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Limited Releases have Gone Green

April 13th, 2007

This week's list of limited releases includes a directorial debut, the latest in a long career, a low-key Canadian indie, as well as a Japanese film that is anything but low-key. It makes for an interesting week, but one where it is hard to predict which film, if any, can have a break-out success.

Everything's Gone Green - Reviews
A Canadian film about a slacker who falls into a money-laundering scheme and his previous low-maintenance lifestyle is replaced with fast cars and leather jackets. Everything's Gone Green opens tonight at the Landmark Sunshine Cinema before expanding across Los Angeles next weekend.

The Glamorous Life of Sachiko Hanai - Reviews
Political satire that is too absurdist and, "out there," for most people to grasp the deeper meanings. Or it might be softcore porn disguised as Political satire, the jury still out on this one. On the one hand, it should be able to draw in curious viewers, but on the other hand, there's not enough substance here for a recommendation. The Glamorous Life of Sachiko Hanai opens tonight at the Cinema Village in New York City.

Jack Smith and the Destruction of Atlantis - Reviews
A documentary about underground filmmaker, Jack Smith. An excellent look at a fascinating man, but those unfamiliar with his work might not be enlightened by this movie. Jack Smith and the Destruction of Atlantis opened on Wednesday at the Film Forum in New York City.

Lonely Hearts - Reviews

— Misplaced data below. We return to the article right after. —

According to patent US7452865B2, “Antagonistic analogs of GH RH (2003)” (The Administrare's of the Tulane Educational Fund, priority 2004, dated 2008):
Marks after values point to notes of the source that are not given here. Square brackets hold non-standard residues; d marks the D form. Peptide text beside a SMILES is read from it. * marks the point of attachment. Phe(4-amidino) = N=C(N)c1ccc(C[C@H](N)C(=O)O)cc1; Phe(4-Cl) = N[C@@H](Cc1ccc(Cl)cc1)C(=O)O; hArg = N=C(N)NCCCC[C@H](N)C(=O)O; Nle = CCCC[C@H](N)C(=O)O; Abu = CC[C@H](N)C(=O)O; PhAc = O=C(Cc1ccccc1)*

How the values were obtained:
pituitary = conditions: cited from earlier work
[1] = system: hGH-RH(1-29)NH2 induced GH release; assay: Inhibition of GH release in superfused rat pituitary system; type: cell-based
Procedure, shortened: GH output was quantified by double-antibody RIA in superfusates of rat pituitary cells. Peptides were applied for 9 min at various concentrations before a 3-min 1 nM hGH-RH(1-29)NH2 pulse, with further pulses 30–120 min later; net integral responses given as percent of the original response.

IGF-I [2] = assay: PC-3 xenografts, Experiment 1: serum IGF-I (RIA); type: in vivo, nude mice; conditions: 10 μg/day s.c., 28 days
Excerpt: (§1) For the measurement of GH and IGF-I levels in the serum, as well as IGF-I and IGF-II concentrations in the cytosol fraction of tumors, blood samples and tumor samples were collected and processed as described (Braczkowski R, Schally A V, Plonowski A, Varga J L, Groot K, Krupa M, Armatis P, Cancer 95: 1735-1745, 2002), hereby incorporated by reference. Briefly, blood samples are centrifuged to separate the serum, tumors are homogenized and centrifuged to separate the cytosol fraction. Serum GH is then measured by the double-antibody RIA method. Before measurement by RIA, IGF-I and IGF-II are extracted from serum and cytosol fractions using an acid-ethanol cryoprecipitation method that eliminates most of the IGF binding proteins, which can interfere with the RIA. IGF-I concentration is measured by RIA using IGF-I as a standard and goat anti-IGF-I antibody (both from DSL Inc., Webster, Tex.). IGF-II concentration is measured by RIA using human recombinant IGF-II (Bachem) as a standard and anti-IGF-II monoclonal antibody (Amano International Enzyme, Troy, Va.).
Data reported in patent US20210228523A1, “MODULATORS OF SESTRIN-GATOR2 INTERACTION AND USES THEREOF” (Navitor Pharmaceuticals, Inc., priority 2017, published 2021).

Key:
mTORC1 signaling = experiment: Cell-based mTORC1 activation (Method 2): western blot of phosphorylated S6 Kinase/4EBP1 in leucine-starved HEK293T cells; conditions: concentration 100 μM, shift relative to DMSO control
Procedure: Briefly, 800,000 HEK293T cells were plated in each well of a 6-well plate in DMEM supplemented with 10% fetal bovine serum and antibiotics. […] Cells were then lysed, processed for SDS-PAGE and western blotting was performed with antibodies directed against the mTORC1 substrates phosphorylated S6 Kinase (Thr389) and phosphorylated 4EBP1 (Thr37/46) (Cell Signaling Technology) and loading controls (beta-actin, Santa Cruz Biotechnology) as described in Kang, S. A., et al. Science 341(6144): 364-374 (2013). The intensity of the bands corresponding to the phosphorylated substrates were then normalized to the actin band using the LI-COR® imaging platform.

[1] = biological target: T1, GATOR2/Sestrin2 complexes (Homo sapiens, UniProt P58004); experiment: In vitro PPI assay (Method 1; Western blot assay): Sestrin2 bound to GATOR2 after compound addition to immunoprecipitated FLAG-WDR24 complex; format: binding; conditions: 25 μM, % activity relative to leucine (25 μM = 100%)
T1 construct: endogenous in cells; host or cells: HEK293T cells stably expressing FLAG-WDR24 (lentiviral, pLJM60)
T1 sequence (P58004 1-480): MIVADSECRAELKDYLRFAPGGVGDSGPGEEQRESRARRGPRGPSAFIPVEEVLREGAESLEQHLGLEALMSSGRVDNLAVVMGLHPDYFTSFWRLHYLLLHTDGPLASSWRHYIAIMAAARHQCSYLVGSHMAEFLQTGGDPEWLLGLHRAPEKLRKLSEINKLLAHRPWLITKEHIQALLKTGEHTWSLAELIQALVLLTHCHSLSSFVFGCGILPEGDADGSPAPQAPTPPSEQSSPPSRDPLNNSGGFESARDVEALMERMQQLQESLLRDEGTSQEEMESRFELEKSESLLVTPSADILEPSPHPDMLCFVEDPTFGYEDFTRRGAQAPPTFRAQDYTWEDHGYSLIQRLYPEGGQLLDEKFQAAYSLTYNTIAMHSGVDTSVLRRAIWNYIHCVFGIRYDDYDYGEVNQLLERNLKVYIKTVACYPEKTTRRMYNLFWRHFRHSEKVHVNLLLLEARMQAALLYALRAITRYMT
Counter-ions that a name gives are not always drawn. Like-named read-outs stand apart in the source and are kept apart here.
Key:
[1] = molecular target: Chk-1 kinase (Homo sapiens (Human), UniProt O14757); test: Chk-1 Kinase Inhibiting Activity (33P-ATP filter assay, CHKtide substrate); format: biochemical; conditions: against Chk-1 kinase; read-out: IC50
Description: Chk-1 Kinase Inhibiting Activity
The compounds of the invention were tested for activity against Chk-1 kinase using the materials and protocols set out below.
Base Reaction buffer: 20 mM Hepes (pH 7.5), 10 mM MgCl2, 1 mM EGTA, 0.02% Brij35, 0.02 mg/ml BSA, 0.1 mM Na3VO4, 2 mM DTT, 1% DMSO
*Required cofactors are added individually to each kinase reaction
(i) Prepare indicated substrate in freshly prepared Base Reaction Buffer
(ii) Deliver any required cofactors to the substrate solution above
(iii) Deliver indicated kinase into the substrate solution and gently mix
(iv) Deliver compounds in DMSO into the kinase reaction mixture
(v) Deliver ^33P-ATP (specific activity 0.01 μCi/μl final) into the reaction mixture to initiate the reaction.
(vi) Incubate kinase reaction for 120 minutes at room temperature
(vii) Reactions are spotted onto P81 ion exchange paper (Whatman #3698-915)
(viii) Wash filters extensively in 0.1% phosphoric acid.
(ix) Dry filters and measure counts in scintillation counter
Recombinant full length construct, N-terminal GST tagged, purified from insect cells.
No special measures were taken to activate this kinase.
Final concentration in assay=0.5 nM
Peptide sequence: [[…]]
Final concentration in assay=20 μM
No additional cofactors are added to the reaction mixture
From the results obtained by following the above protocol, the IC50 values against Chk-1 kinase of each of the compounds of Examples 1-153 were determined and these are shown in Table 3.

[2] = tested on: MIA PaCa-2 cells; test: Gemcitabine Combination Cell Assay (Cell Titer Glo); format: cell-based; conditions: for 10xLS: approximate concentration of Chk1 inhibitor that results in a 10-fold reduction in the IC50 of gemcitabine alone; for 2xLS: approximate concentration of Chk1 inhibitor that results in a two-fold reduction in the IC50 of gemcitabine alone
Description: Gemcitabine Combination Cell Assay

One of the weaker reviewed limited release this week, and personally I blame John Travolta, although James Gandolfini hasn't had much of a movie career either. Those two play cops on the trail of serial killers played by Jared Leto and Selma Hayek, but only bits and pieces work. Also, Lonely Hearts is the widest limited release this week, opening in 23 theaters, and that's likely too many too succeed.

Private Fears in Public Places - Reviews
The latest from French director, Alain Resnais, who has been making films for 60 years now. This is a tale of loneliness, and depending on who you talk to, the film is either the best work from the director in several decades, or one of his lesser films. But it is important to note one of Alain Resnais' lesser films is still one of the best movies in theaters at the moment. Private Fears in Public Places opens tonight in four theaters, including the IFC Center in New York City.

Red Road - Reviews
This bit of experimental filmmaking is the first of three movies featuring the same cast of characters being portrayed by the same group of actors, only the stories will be unrelated. On its own, it's a great movie about loss and obsession, but it might be better to wait and watch all three in one sitting. (Although since the other two films have not been made yet, it could be a long wait.) Red Road opens tonight in two theaters in New York City and one in Los Angeles.

Year of the Dog - Reviews
The directorial debut of Mike White, who not only acts, but has written screenplays for many films like School of Rock, Nacho Libre, and others. This film stars Molly Shannon as a woman trying to the overcome the grief of losing her dog. Overall the reviews are strong, but its opening theater count of seven might be a little high and that could prevent it from maximizing its potential. Year of the Dog opens tonight in seven theaters, three in New York City and four in the Los Angeles area.


Filed under: Limited Releases, Year of the Dog, Lonely Hearts, Red Road, Coeurs, Everything's Gone Green, Jack Smith and the Destruction of Atlantis, Hatsujô kateikyôshi: sensei no aijiru